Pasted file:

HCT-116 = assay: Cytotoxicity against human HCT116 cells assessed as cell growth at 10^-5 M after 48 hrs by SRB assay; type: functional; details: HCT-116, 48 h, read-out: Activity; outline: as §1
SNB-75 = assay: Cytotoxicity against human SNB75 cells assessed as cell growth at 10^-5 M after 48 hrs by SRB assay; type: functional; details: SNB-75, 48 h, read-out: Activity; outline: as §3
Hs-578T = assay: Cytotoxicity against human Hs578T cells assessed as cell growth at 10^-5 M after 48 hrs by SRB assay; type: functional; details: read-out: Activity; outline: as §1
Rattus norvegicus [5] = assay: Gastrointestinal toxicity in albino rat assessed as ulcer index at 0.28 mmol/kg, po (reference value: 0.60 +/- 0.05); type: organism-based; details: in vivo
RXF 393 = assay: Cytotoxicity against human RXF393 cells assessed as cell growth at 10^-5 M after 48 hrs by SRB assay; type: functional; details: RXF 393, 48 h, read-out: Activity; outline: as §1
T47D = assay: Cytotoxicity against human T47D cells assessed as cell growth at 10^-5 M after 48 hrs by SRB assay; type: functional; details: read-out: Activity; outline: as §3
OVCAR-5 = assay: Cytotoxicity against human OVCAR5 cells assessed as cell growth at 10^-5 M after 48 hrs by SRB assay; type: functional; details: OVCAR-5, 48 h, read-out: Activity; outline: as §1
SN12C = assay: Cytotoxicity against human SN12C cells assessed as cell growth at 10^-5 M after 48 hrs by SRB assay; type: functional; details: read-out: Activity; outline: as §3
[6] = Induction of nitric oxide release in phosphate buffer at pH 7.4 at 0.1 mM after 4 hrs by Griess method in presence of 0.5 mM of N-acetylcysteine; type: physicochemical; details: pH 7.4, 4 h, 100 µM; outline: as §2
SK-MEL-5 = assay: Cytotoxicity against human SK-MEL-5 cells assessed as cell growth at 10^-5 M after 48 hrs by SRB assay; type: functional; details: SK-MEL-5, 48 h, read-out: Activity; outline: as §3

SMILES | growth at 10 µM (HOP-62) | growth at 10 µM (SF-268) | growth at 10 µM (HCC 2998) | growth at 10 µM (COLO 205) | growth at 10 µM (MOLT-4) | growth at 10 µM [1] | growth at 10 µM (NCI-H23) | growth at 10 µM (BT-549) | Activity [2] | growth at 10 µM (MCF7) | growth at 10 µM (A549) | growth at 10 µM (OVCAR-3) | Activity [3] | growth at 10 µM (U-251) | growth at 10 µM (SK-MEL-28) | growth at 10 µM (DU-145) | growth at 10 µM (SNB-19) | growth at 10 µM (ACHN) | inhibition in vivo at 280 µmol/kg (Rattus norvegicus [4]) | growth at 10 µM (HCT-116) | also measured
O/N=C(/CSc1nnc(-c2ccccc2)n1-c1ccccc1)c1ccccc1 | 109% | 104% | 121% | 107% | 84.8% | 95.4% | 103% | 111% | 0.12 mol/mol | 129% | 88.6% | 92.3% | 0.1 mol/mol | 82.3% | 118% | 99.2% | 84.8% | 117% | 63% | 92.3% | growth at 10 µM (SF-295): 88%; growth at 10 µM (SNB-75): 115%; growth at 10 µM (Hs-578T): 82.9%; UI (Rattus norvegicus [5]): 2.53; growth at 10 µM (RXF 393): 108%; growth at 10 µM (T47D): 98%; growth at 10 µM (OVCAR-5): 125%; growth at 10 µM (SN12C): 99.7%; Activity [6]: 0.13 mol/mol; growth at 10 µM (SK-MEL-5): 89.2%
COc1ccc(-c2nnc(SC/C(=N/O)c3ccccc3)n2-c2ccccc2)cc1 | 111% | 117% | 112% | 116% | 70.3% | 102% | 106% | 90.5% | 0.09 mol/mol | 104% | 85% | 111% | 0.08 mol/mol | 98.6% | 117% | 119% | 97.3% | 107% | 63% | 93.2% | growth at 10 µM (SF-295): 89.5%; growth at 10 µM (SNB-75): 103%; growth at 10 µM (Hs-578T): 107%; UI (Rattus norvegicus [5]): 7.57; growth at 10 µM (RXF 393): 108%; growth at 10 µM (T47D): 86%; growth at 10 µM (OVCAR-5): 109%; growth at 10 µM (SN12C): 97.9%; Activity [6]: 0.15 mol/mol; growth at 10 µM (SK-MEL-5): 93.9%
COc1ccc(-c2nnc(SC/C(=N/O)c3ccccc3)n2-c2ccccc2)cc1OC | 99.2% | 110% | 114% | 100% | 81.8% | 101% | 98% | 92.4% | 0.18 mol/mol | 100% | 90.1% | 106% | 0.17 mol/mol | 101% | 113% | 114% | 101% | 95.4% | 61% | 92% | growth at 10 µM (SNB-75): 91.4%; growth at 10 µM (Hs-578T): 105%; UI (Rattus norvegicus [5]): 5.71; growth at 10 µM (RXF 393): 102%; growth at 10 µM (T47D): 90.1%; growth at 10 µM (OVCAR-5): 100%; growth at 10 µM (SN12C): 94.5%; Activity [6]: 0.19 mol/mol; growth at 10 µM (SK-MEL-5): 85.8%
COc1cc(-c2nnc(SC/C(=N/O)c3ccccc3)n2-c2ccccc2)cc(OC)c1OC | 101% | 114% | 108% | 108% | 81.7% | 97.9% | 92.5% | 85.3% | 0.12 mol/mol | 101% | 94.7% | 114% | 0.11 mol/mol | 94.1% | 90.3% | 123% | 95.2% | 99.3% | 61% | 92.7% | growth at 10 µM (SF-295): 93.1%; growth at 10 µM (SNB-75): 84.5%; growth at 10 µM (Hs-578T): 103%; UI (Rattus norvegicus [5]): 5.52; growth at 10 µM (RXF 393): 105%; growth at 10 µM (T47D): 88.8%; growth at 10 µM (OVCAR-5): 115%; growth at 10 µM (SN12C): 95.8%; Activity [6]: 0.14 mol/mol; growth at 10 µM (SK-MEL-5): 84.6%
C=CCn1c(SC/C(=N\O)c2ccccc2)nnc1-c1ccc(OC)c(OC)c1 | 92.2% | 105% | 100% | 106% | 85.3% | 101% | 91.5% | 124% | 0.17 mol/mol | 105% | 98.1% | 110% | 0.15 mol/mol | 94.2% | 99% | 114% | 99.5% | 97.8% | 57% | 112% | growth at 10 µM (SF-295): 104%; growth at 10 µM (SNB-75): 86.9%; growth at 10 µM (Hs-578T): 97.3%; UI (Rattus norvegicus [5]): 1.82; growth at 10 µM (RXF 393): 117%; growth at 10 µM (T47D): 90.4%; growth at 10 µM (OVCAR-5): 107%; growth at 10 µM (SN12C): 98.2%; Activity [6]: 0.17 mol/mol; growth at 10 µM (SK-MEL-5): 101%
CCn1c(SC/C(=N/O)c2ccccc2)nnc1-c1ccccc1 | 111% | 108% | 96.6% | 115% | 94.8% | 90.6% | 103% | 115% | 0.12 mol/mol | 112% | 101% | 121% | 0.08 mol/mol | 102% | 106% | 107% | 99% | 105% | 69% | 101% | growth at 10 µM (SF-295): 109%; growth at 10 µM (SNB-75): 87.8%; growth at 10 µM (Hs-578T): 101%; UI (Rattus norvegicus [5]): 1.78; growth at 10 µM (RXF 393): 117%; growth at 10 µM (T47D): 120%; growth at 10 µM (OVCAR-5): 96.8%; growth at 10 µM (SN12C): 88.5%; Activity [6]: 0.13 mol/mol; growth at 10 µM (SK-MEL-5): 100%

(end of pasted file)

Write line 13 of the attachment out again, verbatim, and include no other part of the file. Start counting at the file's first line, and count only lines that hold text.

COc1ccc(-c2nnc(SC/C(=N/O)c3ccccc3)n2-c2ccccc2)cc1 | 111% | 117% | 112% | 116% | 70.3% | 102% | 106% | 90.5% | 0.09 mol/mol | 104% | 85% | 111% | 0.08 mol/mol | 98.6% | 117% | 119% | 97.3% | 107% | 63% | 93.2% | growth at 10 µM (SF-295): 89.5%; growth at 10 µM (SNB-75): 103%; growth at 10 µM (Hs-578T): 107%; UI (Rattus norvegicus [5]): 7.57; growth at 10 µM (RXF 393): 108%; growth at 10 µM (T47D): 86%; growth at 10 µM (OVCAR-5): 109%; growth at 10 µM (SN12C): 97.9%; Activity [6]: 0.15 mol/mol; growth at 10 µM (SK-MEL-5): 93.9%